Next Page: Eight groups who lie about the housing market ┬╗




The Housing Trap


You're being set up to spend your life paying off a debt you don't need to take
on, for a house that costs far more than it should. The conspirators are all
around you, smiling to lure you in, carefully choosing their words and watching
your reactions as they push your buttons, anxiously waiting for the moment when
you sign the papers that will trap you and guarantee their payoff. Don't be
just another victim of the housing market. Use this book to defend your freedom
and defeat their schemes. You can win the game, but first you have to learn how
to play it.

115 pages, $12.50

Kindle version available

Discuss the book

« First     « Previous     Comments 34-73 of 73     Last »

SFace   befriend   ignore   Wed, 12 Aug 2015, 5:41pm PDT   Share   Quote   Like (1)   Dislike     Comment 34

"1.Because house prices are in expensive areas still dangerously high compared
to incomes and rents."

Flawed logic. Homes are expensive because people pay for them and will pay even more for them. It's proven prime homes gets people rich. Buying cheap homes keeps you broke. location, location, location is not going to change, ah maybe location x5.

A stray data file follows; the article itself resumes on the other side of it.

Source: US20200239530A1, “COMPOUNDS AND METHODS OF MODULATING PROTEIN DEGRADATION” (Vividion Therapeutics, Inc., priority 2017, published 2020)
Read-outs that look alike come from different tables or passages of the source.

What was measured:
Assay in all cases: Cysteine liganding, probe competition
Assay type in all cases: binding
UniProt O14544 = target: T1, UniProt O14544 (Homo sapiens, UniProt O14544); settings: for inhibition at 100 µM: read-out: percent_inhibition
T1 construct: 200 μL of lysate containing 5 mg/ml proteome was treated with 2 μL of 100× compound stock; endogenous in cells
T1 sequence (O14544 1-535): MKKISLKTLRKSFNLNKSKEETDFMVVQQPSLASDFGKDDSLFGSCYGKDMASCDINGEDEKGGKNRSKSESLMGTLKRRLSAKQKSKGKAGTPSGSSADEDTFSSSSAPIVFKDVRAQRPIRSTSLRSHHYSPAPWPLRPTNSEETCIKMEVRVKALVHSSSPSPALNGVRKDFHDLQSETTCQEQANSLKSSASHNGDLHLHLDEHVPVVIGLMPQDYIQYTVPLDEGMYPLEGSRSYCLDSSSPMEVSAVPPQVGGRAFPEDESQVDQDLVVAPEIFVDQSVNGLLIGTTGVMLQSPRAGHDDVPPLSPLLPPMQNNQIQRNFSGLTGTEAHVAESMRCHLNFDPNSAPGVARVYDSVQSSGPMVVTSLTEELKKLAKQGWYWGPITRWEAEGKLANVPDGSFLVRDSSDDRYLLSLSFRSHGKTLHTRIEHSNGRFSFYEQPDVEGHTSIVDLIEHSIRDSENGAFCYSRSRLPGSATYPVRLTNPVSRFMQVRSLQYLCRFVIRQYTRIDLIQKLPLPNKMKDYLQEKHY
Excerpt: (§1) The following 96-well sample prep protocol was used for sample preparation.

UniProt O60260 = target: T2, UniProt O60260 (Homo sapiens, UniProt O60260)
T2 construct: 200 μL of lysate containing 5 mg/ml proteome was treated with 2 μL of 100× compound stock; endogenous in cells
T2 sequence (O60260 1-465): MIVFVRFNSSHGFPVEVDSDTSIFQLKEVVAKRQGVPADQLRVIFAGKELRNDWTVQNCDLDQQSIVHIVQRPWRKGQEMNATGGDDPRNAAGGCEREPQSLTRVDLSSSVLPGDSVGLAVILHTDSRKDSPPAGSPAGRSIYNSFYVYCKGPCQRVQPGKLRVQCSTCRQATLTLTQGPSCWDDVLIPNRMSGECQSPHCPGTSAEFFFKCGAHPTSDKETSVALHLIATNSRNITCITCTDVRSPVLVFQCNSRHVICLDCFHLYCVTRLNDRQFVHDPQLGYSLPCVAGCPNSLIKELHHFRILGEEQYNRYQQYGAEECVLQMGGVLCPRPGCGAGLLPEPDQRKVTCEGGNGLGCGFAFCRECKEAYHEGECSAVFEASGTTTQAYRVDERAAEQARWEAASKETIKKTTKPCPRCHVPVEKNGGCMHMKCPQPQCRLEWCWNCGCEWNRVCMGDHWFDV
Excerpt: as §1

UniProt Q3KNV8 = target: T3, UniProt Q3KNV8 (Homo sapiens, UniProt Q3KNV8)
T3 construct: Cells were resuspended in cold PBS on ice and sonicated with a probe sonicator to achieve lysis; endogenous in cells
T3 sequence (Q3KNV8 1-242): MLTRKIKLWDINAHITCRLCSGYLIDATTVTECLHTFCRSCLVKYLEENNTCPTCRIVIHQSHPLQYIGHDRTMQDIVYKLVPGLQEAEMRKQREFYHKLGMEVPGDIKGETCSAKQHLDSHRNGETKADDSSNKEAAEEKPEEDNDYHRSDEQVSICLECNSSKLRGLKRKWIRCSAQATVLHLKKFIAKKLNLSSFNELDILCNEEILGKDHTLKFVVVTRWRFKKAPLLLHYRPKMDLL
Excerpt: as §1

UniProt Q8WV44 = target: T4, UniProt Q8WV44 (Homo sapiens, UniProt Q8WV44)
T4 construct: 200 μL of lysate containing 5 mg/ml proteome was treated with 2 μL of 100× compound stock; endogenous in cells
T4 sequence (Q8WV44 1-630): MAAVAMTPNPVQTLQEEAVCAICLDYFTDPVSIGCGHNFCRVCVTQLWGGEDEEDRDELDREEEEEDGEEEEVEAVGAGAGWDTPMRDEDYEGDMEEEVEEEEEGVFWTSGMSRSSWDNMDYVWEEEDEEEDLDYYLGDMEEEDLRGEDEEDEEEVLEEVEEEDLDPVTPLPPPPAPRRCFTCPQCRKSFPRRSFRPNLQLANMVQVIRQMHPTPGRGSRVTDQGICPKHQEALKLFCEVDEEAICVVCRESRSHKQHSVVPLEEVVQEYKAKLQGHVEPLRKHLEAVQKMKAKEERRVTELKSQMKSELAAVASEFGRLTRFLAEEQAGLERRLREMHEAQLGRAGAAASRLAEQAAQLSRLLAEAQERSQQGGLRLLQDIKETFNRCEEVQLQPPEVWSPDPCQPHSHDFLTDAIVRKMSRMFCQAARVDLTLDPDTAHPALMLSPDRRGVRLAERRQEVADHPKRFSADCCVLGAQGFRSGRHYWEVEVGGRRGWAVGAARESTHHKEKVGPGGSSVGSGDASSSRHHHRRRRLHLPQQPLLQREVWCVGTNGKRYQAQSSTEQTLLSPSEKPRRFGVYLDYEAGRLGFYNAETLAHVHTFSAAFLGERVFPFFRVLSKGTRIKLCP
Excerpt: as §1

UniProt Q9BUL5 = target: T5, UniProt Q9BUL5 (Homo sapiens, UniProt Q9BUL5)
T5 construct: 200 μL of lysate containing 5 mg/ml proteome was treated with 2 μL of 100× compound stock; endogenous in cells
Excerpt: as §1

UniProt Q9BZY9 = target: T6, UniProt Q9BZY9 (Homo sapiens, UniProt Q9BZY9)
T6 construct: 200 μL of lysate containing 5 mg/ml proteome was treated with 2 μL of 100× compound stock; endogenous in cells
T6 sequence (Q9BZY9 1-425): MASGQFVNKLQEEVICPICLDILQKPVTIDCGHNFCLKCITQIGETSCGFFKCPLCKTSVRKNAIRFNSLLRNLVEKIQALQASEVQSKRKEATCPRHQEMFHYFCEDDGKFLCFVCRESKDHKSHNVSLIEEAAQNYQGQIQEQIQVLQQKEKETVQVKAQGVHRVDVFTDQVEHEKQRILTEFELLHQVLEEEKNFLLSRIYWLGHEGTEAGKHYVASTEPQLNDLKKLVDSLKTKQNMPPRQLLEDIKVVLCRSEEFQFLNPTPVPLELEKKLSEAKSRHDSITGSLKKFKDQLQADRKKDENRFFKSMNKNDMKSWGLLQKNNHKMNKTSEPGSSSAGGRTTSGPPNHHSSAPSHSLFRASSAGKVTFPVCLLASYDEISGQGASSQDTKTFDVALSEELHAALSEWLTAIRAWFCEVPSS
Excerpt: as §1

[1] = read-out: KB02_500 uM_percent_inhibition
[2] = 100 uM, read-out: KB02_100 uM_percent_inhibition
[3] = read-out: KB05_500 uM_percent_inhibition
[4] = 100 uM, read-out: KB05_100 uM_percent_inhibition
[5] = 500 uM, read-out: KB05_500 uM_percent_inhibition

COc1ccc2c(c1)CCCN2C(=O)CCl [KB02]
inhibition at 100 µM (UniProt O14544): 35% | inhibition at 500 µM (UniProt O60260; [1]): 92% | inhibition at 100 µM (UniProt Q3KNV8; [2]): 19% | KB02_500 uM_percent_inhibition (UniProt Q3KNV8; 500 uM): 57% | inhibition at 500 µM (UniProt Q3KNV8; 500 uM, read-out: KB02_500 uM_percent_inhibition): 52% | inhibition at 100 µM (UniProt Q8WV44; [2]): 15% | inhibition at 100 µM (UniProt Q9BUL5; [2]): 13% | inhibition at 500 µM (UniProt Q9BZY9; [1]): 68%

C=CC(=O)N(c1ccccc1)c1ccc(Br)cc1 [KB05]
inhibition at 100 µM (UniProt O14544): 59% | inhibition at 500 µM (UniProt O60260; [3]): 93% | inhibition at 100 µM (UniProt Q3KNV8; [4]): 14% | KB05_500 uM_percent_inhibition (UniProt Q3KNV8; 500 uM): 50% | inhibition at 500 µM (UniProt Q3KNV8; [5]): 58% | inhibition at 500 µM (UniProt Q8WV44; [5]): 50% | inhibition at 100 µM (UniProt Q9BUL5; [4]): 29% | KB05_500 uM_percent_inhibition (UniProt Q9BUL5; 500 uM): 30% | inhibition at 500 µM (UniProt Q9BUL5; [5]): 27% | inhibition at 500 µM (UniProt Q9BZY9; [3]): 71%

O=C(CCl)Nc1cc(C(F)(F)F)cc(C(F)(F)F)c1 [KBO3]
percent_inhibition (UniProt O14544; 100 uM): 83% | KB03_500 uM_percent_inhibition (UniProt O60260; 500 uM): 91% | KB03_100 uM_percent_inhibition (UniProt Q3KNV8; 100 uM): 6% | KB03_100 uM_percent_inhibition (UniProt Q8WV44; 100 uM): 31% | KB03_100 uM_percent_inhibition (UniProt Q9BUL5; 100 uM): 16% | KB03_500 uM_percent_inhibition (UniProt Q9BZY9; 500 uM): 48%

SFace   befriend   ignore   Wed, 12 Aug 2015, 5:43pm PDT   Share   Quote   Like (1)   Dislike (1)     Comment 35

"2.Because it's usually still much cheaper to rent than to own the same size
and quality house, "

flawed logic. whether it is cheaper to own or rent is based on future unknown factors (future rent and future price). The lifetime owner in Palo Alto is at least 10 time richer than the liftetime renter in Palo Alto.

SFace   befriend   ignore   Wed, 12 Aug 2015, 5:46pm PDT   Share   Quote   Like (1)   Dislike     Comment 36

"3.Because it's a terrible time to buy when interest rates are low, like now."

While that may true, interest rate have trended down in one direction for 30 years. Good luck waiting for interest to be back to 1980, which is never. Low interest makes carrying assets cheaper. Most homes are now off the market forever because of low interest rates. record low inventory amid record prices proves this

SFace   befriend   ignore   Wed, 12 Aug 2015, 5:48pm PDT   Share   Quote   Like (1)   Dislike     Comment 37

"4.Because buyers already borrowed too much money and cannot pay it back."

That is a 2005 argument, not 2015.

SFace   befriend   ignore   Wed, 12 Aug 2015, 5:50pm PDT   Share   Quote   Like (1)   Dislike     Comment 38

"5.Because buyers used too much leverage. Leverage means using debt to amplify
gain"

This is also so 2005. real estate leverage is pretty low.

SFace   befriend   ignore   Wed, 12 Aug 2015, 5:51pm PDT   Share   Quote   Like (1)   Dislike     Comment 39

"6.Because the housing bubble was not driven by supply and demand. There